Not sober. That was how Captain Arvind Kathpalia was described after he tested positive for alcohol levels in his blood that would have floored a college drinking club master of the CH3CH2OH before an Air India flight AI-111 from Delhi to London.
The drunk was supposed to fly a 787 Dreamliner with about 300 passengers on board.
No doubt it was sobering for these 300 upon hearing their great and glorious chief aviator had been saved from himself by a simple puff into a plastic straw.
It’s the second time in less than two years that Kathpalia was apparently poegaai before a flight. Just to add insult to injury for South East Asian aviation buffs, Captain Kathpalia is also a board member at Air India and in charge of air operations.
The mid-afternoon flight was delayed while a stand-by pilot was called in, and Kathpalia is now shamed across the country. This should never have happened, he should have been removed from the roster a year ago when he crooked a breathalyser test and was caught red-handed on CCTV.
What must come as a bit of a shock is that (ex)-Captain Kathpalia was promoted into the position of overall command of Air India operations in January 2017. That was only two months before he was blotto in Delhi the first time around.
It’s a year later and he’s blotto again.
Worse news still, every year at least twenty pilots are grounded for failing the breathalyser test according to the Times of India.
It also reports while its a crime to drive under the influence in India, its not a crime to fly under the influence.
Yes, the aviation authorities can suspend you, but there is no criminal charge. Which is why pilots continue to try to fly while babelaas because they haven’t experienced the delights of Delhi or Mumbai correctional service system.
It’s only when you’re punished that you stop doing bad things. In South Africa you’re arrested as a driver and flung into penitentiary and that’s as a driver, while as a pilot a dronk gat aviator would be suspended immediately and probably lose his/her license.
As soon as we begin to fly as student pilots, the instructors are on the lookout for drug and alcohol abuse. They lean towards you before each flight, subtly checking your eyeballs and during the briefing, and reminding you that alcohol is a poison.
They tell you stories of the hippie from Durban who partook assiduously of a delicate herb and was last heard on radio reporting he was flying in an easterly direction out of Virginia Airport in heavy clouds and singing “No coastline no cry”.
Wreckage never located.
The little ditty pilots recite is “8 hours between bottle and throttle”.
According to FAA rules :
A pilot may not attempt to fly an aircraft or even attempt to be a crew member of a civil aircraft 1:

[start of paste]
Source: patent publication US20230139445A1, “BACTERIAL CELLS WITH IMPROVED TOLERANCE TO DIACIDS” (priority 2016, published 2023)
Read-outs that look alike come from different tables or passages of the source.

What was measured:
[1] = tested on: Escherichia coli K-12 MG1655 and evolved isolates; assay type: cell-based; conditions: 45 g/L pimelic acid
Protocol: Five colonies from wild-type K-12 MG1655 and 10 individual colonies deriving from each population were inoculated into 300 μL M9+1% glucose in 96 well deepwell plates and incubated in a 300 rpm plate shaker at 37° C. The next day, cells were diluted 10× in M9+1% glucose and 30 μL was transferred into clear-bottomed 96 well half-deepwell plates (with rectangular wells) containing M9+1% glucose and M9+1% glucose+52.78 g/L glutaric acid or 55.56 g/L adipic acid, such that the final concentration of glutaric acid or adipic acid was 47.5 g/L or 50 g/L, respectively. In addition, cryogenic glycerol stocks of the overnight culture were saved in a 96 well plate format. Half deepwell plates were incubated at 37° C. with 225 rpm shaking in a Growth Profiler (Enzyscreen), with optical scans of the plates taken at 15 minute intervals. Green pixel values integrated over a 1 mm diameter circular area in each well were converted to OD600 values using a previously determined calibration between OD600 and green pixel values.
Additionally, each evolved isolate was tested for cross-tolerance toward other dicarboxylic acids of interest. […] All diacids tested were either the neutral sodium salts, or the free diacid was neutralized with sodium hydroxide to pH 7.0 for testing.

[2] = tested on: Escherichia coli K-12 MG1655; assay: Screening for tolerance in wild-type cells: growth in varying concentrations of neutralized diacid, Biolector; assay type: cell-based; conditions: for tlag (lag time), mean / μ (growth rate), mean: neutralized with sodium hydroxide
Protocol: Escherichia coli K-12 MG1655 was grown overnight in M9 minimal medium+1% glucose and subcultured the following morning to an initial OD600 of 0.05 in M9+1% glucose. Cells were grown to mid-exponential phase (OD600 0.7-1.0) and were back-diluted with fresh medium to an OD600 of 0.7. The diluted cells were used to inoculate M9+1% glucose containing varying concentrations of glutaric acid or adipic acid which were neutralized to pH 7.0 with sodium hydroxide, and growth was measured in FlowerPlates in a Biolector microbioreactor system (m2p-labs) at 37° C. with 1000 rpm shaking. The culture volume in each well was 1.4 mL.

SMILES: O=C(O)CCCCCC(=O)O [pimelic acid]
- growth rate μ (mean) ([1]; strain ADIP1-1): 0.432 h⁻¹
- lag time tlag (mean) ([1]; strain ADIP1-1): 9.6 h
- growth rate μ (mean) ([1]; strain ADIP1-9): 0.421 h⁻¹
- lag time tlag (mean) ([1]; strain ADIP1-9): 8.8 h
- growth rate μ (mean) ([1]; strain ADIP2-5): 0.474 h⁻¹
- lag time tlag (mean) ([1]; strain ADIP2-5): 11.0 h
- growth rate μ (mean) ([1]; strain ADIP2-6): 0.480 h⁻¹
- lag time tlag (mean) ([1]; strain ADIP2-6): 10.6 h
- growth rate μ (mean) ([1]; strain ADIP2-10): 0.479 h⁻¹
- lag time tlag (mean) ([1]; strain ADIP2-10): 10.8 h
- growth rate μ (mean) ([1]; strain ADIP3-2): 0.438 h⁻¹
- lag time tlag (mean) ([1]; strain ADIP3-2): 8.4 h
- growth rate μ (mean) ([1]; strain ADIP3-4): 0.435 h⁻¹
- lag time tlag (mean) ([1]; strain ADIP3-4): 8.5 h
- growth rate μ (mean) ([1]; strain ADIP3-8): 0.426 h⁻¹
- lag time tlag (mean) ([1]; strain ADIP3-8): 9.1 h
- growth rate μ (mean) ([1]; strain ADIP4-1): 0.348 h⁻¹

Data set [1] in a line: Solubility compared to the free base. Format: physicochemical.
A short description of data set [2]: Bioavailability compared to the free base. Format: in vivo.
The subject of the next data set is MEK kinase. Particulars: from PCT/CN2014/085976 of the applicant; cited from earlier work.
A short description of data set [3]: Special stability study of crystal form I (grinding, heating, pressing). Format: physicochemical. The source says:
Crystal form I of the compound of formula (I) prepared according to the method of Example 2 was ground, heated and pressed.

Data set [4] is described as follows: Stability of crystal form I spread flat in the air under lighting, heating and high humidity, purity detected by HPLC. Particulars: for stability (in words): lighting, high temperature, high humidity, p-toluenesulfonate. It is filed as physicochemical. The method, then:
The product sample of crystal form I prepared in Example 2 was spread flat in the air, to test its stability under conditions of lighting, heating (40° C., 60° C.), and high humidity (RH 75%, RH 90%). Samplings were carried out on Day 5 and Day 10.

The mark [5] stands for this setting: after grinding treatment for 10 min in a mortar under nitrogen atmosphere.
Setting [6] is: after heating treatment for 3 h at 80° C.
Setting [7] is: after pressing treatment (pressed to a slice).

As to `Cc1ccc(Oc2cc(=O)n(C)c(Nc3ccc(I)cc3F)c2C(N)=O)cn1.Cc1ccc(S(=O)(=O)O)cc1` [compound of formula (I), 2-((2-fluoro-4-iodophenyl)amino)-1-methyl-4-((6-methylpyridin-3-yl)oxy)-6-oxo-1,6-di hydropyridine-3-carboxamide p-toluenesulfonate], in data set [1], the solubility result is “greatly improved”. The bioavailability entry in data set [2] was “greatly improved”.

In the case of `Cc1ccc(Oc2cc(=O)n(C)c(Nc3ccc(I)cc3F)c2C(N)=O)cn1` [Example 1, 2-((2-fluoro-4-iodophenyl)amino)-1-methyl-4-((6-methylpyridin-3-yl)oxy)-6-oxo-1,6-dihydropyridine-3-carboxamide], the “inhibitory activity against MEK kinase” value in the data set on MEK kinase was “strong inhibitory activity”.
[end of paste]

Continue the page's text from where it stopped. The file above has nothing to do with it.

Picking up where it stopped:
- Within 8 hours after consuming alcohol;
- While under the influence of alcohol;
- While under the influence of any drug that impairs a person in a way which is is contrary to safety;
- While having a blood alcohol concentration equal to or greater than 0.04 grams per decilitre of blood or grams of alcohol per 210 litres of breath.
Airlines can deny you boarding rights if you’re drunk AS A PASSENGER.
If you have six beers and then a few shooters, let say three, that amounts to a binge. This takes up to 72 hours to work out of your system fully. Yes, 8 hours later you are what appears to be sober, but the hangover you’re enduring is actually the alcohol slowly squeezing out of your body.
Imagine a pilot experiencing babelaas followed by moderate to severe turbulence.
(ex)-Captain Kathpalia was previously caught cheating the system in March 2017 when he was asked to breath into an “anayzer” and refused, leaping aboard his plane instead.
The Delhi to Bengaluru flight AI-174.
When he landed back in Delhi later that day, he entered the testing office and made a false entry in the log book but was caught on CCTV.
The Indian Pilots Union filed a complaint against Kathpalia and his possible bottle buddy, former joint Director General of Civil Aviation in India, Lalit Gupta, who appeared to cover for him during his hearing.
Eventually Kathpalia was suspended for 5 months, but miraculously Gupta and his ilk signed him back into the left-hand all powerful Captain’s chair and back into his job as head of Air Operations after a paltry three months.
Ja-nee, all you need is high friends in places.
Hangovers are not for pilots. The main symptoms of a hangover are exactly what you want to avoid as a passenger, let alone a pilot.
Drinking all night then trying to fly 300 people to another country is not just stupid, its criminal.
Hangovers cause mood swings, they cause a drop in blood sugar, dehydrate you, cause sleep deprivation, increases the heart rate and leads to a loss of focus.
It also causes shaking and a sensitivity to light. Dr. Lindsay Henderson who’s a psychologist quoted by Insider says hangovers include “dehydration and a drop in blood sugar, both of which have distinct physical symptoms that include dizziness, nausea, fatigue, muscle weakness, shaking, numbness, racing heart, and confusion.”
Not what Captain Biggles wants as she begins the steep descent into Nepal’s notoriously dangerous Lukla Airport in the Himalayas, throwing up into the little bag and shivering while wishing for hair of the dog.